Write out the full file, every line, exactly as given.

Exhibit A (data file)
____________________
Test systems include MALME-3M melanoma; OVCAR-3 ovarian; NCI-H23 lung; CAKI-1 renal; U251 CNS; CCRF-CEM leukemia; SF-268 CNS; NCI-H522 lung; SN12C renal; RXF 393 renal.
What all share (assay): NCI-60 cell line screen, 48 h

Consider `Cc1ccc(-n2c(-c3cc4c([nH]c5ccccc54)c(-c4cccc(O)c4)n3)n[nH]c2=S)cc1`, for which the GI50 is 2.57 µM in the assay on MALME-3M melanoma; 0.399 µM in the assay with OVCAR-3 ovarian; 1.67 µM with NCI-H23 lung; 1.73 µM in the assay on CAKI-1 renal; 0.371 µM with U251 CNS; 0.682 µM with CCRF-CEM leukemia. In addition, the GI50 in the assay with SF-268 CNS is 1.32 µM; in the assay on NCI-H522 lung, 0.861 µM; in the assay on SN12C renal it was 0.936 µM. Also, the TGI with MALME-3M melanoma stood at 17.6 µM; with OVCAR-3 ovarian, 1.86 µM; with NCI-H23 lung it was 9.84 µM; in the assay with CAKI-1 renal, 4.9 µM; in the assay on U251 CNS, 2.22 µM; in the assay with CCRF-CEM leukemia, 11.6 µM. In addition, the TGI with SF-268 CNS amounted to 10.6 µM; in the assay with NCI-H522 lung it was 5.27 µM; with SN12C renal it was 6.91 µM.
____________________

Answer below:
Test systems include MALME-3M melanoma; OVCAR-3 ovarian; NCI-H23 lung; CAKI-1 renal; U251 CNS; CCRF-CEM leukemia; SF-268 CNS; NCI-H522 lung; SN12C renal; RXF 393 renal.
What all share (assay): NCI-60 cell line screen, 48 h

Consider `Cc1ccc(-n2c(-c3cc4c([nH]c5ccccc54)c(-c4cccc(O)c4)n3)n[nH]c2=S)cc1`, for which the GI50 is 2.57 µM in the assay on MALME-3M melanoma; 0.399 µM in the assay with OVCAR-3 ovarian; 1.67 µM with NCI-H23 lung; 1.73 µM in the assay on CAKI-1 renal; 0.371 µM with U251 CNS; 0.682 µM with CCRF-CEM leukemia. In addition, the GI50 in the assay with SF-268 CNS is 1.32 µM; in the assay on NCI-H522 lung, 0.861 µM; in the assay on SN12C renal it was 0.936 µM. Also, the TGI with MALME-3M melanoma stood at 17.6 µM; with OVCAR-3 ovarian, 1.86 µM; with NCI-H23 lung it was 9.84 µM; in the assay with CAKI-1 renal, 4.9 µM; in the assay on U251 CNS, 2.22 µM; in the assay with CCRF-CEM leukemia, 11.6 µM. In addition, the TGI with SF-268 CNS amounted to 10.6 µM; in the assay with NCI-H522 lung it was 5.27 µM; with SN12C renal it was 6.91 µM.